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RESIDENTS of the Kennedy Road settlement in Durban were jubilant yesterday at the ruling of the Constitutional Court that a law that would have allowed mass evictions in KwaZulu-Natal is unconstitutional.
Members of the Abahlali baseMjondolo Movement SA, which fights for the rights of shack dwellers, were present at the Constitutional Court when the ruling was made.
The group was formed in 2005 after residents staged a massive roadblock to protest against the sale of land to a local businessman that had been promised to shack dwellers.
Abahlali vice president Lindela Figlan said the ruling is a huge victory for shack dwellers in KZN and residents across South Africa.
He said Abahlali are fighting for their rights, which are enshrined in the Constitution. “This is not only about Abahlali baseMjondolo, but a victory for every person that lives in a shack.… There will not be any celebrations as we already knew that we would be successful,” he said.
“I know that residents will be very excited about this as we have been fighting for this for a long time. It shows government that we are aware of our constitutional rights,” he said.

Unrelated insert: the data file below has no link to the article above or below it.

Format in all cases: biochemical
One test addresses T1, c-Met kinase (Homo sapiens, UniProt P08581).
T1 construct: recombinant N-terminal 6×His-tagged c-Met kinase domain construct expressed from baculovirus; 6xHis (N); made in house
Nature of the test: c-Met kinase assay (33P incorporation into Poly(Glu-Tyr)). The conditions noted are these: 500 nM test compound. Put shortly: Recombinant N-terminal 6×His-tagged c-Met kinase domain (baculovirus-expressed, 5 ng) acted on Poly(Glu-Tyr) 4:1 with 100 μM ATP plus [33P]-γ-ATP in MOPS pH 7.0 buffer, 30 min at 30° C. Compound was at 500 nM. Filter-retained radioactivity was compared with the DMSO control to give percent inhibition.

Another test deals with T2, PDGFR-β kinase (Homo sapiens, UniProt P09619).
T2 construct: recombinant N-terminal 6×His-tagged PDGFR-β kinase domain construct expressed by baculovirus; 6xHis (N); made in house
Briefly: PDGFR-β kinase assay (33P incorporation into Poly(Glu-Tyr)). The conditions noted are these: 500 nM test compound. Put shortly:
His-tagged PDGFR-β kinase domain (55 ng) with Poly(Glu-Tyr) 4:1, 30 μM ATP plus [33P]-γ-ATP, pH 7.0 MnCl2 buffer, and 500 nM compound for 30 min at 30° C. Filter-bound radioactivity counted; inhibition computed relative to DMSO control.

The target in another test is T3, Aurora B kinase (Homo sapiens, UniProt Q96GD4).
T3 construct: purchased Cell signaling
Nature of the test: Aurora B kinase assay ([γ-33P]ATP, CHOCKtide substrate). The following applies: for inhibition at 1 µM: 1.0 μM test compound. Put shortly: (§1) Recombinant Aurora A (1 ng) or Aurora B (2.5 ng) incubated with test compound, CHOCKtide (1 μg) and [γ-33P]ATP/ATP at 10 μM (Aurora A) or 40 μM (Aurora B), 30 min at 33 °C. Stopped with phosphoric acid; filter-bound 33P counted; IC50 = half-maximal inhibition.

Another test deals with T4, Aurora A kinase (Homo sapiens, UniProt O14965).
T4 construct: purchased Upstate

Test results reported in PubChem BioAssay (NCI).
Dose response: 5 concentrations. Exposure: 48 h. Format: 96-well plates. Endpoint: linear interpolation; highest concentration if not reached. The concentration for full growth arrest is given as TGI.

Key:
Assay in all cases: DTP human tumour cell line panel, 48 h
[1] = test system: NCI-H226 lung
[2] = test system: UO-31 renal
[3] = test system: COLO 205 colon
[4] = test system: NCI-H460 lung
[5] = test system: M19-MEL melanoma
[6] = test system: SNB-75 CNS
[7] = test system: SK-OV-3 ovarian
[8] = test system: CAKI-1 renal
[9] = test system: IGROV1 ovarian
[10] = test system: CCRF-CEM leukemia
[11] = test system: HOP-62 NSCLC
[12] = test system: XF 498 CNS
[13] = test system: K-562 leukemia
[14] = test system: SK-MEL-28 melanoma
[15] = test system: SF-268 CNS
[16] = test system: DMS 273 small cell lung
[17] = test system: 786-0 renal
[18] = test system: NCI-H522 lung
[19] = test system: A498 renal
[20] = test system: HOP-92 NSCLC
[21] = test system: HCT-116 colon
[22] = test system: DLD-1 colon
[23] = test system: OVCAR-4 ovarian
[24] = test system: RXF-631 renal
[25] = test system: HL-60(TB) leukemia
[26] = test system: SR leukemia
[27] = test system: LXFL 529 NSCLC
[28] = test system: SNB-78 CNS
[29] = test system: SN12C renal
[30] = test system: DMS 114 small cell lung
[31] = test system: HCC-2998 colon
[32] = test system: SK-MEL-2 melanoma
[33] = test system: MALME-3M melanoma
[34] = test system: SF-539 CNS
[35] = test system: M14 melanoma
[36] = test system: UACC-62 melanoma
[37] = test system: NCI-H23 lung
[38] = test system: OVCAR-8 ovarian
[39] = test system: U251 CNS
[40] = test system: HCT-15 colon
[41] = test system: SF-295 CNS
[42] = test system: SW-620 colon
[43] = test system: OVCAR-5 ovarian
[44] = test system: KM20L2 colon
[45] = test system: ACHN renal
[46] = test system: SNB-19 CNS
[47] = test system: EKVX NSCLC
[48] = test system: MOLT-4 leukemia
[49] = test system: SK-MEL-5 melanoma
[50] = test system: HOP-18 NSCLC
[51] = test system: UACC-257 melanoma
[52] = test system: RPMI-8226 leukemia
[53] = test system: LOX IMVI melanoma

• Anglican Archbishop Njongonkulu Ndungane, who was the guest speaker at the 30th anniversary celebrations of the Pietermaritzburg Agency for Christian Social Awareness at the city hall in the capital yesterday, congratulated Abahlali for exercising their democratic right.
He said: “This indicates that we need now is an engaged citizenry. What we’ve tended to do is to stand back and allow things to happen to us, even in our own name. What Abahlali baseMjondolo have shown us is ‘not in our name and not on our watch’.”
There was no official response yesterday from KZN Human Settlements MEC Maggie Govender. Her spokesman, Nkululeko Ngcamu, said the MEC will comment once she has studied the judgment.